World

Netanyahu allies rethink remapping of Jerusalem

  • David Halbfinger

Jerusalem: Hours after the Israeli Parliament approved new obstacles to a land-for-peace deal with the Palestinians, left-wing activists took some solace in a last-minute decision by right-wing politicians to jettison one part of their plan.

The surprise move came around 3am on Tuesday, local time, when members of Prime Minister Benjamin Netanyahu's governing coalition stripped from a bill they were about to enact, language that would have made it easier to exclude Palestinians from the map of Jerusalem.

A view of the Western Wall and the Dome of the Rock, some of the holiest sites for for Jews and Muslims, in Jerusalem's Old City. Photo: AP

The decision was tactical, not philosophical, but left-wing activists hoped it would give them a chance to fight another day.

The provision removed from the bill would have allowed the municipal map of Jerusalem to be redrawn without a parliamentary vote on the new boundaries.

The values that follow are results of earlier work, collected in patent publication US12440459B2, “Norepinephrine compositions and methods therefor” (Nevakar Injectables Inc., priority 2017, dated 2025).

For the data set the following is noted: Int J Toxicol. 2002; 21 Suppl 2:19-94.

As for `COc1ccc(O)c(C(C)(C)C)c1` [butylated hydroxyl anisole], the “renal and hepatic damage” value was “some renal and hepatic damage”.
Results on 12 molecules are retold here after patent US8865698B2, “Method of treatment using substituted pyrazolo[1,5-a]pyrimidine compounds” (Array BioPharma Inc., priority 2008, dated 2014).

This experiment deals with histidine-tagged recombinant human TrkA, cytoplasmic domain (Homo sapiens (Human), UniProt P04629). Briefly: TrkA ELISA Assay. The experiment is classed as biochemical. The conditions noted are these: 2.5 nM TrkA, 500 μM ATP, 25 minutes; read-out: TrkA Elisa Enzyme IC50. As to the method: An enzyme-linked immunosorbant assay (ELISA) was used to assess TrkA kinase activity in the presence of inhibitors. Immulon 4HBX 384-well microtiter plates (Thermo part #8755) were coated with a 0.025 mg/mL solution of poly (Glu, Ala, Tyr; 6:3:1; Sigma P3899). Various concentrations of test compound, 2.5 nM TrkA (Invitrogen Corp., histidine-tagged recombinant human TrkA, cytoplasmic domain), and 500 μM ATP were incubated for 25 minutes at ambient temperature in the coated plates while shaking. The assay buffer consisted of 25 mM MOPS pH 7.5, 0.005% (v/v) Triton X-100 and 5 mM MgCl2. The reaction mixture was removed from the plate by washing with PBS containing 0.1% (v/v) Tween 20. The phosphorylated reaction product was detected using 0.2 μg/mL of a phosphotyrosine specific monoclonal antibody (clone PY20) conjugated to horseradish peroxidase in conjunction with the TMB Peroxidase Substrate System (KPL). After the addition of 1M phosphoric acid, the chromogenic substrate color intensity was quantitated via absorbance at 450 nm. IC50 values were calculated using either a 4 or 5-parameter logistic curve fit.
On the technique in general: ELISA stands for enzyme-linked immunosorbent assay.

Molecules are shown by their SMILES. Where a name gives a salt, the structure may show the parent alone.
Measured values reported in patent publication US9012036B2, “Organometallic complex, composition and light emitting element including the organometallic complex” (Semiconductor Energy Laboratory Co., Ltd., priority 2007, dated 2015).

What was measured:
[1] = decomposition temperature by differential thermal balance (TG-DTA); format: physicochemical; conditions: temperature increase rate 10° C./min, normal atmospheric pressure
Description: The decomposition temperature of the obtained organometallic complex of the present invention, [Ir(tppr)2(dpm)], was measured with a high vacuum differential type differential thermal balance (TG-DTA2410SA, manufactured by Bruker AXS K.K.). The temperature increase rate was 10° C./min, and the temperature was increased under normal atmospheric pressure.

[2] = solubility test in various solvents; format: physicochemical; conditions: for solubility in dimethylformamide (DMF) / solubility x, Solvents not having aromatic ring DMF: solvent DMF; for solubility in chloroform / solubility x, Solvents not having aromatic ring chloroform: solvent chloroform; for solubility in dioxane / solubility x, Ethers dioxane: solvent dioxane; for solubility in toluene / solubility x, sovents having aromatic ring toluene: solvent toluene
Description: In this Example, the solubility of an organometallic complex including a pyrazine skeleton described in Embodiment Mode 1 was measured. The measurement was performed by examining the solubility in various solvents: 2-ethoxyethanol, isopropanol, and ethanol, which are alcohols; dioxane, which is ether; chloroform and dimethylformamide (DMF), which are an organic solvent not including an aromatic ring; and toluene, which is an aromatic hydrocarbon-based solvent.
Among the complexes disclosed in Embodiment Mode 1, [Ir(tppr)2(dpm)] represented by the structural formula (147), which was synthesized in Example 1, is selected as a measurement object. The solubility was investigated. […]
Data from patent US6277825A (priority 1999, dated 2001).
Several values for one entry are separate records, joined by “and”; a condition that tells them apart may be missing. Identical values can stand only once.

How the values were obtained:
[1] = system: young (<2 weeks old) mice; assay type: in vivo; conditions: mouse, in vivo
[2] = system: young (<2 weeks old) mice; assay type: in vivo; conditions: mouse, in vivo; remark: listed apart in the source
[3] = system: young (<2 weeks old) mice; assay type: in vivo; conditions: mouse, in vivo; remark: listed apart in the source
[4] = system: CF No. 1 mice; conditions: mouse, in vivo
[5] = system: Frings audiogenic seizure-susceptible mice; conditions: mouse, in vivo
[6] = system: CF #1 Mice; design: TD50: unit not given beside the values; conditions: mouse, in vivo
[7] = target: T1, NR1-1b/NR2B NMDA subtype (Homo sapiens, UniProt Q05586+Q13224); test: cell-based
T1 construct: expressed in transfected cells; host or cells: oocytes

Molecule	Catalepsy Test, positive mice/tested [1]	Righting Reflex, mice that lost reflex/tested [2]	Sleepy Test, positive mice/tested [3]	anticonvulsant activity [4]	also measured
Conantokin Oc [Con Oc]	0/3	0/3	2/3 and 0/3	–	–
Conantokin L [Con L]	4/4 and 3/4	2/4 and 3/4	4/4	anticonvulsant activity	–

That, in turn, would have smoothed the way for a proposal to exclude from the city several densely populated Palestinian neighbourhoods that are outside the security barrier Israel erected to prevent terrorist attacks.

Coming amid a wave of efforts by members of the coalition to throw new obstacles in the path of a two-state solution, the move cheered supporters of a Palestinian state, who have seen little else to applaud in the weeks since US President Donald Trump, reversing American policy, recognised Jerusalem as Israel's capital.

Advocates for Palestinian rights and for a two-state solution had worried that the measure would help create what some said would be Israel's first "Bantustans" on the border between Jerusalem and the West Bank - overcrowded communities left to fend for themselves without any political power, either in Israel or under the Palestinian Authority. The reference was to the apartheid South Africa territories.

In dropping the measure, the right wing had precisely the opposite goal: It wants to block a two-state solution by keeping Jerusalem intact and ensuring that parts of it will never be turned over to the Palestinians, who want East Jerusalem for their capital.

New York Times